Paul Wunderlich was born on March 10, 1927 in Eberswalde.

After a period as an anti-aircraft gunner and prisoner of war, he moved to his mother in Eutin, where he completed his high school diploma at the Johann-Heinrich-Voß-Gymnasium and then attended the castle art school in the orangery of Eutin Castle. In 1947 he became a student at the art school in Hamburg, where he enrolled in the free graphics class under Willi Tietze. His classmates included Horst Janssen and Reinhard Drenkhahn. After a break, he resumed his studies in 1950, which he completed in 1951 under Willem Grimm. He then worked as a lecturer at the Hamburg Academy of Fine Arts for the techniques of lithography and etching. Also in 1951 he printed the graphic suite “Ann Eliza Reed” with eleven lithographs for Emil Nolde (“The King and His Men”, etching) and in 1952 for Oskar Kokoschka.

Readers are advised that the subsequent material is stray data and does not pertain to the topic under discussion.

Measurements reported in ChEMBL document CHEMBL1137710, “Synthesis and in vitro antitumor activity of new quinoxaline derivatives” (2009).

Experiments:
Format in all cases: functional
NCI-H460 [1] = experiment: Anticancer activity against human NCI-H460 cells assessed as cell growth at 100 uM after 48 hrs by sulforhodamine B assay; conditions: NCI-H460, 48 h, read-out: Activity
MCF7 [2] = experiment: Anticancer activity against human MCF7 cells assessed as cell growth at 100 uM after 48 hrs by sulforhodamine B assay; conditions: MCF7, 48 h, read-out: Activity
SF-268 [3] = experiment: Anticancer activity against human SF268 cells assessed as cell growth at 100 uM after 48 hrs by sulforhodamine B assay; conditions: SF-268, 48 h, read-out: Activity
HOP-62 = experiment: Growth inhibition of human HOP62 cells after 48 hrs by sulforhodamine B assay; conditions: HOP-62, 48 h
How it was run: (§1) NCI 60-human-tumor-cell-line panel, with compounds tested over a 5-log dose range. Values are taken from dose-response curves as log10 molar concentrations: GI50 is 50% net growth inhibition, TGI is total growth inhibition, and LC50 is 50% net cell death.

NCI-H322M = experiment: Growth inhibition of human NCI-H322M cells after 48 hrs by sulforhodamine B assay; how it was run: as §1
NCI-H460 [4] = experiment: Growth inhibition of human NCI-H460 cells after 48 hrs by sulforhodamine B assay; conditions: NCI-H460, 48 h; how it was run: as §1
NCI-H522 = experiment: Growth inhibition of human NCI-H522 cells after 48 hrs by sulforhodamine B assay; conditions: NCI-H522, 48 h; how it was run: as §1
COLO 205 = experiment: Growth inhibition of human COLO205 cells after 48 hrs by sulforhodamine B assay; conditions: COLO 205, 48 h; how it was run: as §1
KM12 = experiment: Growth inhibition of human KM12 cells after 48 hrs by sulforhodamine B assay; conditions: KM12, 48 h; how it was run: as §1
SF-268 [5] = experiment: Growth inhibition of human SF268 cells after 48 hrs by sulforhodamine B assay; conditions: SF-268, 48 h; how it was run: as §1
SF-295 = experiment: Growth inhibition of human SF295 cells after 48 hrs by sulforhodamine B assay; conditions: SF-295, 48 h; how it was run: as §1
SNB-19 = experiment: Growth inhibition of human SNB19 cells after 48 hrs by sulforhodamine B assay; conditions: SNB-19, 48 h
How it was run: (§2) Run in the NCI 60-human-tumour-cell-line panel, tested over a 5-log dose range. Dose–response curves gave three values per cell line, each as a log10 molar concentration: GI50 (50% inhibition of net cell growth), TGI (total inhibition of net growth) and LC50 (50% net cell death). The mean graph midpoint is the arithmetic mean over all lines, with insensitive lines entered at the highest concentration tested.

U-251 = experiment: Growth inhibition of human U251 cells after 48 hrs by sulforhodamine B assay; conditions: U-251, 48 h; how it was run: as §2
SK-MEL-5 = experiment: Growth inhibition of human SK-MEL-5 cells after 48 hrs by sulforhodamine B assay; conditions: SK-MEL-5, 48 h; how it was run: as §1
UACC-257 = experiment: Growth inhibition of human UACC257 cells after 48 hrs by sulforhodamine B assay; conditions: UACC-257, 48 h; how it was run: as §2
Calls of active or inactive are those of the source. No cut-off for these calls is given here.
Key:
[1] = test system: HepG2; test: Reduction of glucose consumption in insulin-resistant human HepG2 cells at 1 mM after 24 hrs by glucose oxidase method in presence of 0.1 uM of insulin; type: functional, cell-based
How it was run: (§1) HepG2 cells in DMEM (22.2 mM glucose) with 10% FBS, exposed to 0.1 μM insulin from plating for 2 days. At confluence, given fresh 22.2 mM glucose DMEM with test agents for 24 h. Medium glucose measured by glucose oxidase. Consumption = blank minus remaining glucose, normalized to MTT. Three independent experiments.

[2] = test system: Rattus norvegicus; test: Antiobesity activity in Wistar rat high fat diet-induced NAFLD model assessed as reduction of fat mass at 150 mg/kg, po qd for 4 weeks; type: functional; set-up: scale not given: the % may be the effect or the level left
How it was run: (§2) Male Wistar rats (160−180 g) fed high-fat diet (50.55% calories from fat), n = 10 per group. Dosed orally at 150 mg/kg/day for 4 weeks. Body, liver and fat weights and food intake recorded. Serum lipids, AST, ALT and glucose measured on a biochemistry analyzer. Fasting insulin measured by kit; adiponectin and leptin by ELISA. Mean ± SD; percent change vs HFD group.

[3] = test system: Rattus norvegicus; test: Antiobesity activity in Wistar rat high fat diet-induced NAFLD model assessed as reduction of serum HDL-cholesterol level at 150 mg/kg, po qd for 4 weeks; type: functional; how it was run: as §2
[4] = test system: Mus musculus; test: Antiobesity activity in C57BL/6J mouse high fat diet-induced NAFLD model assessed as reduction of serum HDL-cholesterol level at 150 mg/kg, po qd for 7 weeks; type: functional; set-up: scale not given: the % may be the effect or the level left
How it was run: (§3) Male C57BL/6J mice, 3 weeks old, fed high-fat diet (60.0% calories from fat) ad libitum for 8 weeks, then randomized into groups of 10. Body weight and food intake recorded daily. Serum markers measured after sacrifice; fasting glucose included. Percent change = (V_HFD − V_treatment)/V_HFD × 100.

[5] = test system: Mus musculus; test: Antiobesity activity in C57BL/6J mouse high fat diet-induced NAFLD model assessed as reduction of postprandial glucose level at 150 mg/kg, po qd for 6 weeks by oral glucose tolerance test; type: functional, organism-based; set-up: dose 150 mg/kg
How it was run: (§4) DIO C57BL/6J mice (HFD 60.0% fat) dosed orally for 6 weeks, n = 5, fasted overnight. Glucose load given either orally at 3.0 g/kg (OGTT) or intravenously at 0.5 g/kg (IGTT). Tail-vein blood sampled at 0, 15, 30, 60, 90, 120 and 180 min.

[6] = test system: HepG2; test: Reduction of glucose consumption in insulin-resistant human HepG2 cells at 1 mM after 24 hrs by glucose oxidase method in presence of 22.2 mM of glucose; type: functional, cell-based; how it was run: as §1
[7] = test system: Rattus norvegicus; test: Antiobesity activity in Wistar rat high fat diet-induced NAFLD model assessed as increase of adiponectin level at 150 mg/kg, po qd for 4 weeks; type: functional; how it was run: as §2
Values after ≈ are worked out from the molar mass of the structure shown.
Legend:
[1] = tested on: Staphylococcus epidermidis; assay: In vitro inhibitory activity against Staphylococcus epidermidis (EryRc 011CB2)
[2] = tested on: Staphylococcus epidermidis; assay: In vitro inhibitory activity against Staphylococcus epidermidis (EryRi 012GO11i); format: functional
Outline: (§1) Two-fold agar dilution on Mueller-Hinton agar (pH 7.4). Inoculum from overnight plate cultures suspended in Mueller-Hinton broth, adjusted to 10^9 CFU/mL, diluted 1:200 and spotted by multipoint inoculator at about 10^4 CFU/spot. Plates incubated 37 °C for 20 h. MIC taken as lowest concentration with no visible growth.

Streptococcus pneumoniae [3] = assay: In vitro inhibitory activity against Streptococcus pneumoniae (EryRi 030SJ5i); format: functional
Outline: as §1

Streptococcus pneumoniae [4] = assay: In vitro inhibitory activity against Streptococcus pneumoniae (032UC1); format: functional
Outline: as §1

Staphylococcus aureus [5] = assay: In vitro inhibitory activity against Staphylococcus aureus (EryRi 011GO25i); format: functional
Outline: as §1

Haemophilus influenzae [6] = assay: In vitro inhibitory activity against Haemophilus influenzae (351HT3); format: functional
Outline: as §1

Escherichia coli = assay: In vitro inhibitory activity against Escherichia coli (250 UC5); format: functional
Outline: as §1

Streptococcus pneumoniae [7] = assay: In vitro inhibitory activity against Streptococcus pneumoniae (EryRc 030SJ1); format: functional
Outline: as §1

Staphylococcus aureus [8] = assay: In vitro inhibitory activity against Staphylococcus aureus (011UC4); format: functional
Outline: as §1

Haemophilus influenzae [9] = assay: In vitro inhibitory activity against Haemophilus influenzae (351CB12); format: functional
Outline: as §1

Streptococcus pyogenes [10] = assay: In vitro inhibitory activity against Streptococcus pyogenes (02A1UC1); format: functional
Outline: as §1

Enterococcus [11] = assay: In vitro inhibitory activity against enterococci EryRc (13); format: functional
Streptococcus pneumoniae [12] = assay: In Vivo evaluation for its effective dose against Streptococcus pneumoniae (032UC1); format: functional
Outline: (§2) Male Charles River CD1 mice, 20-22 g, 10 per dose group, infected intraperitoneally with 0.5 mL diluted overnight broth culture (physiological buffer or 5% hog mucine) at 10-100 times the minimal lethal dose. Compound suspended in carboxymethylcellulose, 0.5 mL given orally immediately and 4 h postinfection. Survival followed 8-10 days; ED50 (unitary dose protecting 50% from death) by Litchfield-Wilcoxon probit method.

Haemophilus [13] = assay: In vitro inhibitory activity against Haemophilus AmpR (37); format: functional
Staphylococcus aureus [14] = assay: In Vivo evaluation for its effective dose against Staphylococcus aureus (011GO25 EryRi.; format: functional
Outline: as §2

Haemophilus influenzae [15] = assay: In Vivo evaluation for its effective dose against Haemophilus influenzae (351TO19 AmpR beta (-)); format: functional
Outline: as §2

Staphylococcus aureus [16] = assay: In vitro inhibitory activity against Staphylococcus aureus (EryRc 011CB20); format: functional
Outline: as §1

After an early, essentially realistic creative phase, he developed his characteristic style from around 1959. His early works show dismembered, disproportionate bodies against an empty background.

In 1960, the Hamburg public prosecutor's office confiscated the lithograph cycle "qui s'explique" for indecent depictions. It was returned in 1985 without comment by the public prosecutor. In 1961, Wunderlich received the Youth Art Prize for Graphic Arts, and used the prize money to move his sphere of activity to Paris. In 1962, he worked in the Desjobert workshop in Paris, and for the first time he was able to live from the sale of his lithographs. In 1963, he returned to Hamburg and became (until 1968) - succeeding Georg Gresko - professor at the Hamburg Academy of Fine Arts and in 1969, under the influence of Salvador Dalí, began creating sculptures and statues made of bronze.

Paul Wunderlich was married to the photographer Karin Székessy since 1971. He lived and worked in Hamburg and Saint-Pierre-de-Vassols (Provence), where he died on June 6, 2010 after a short, serious illness.

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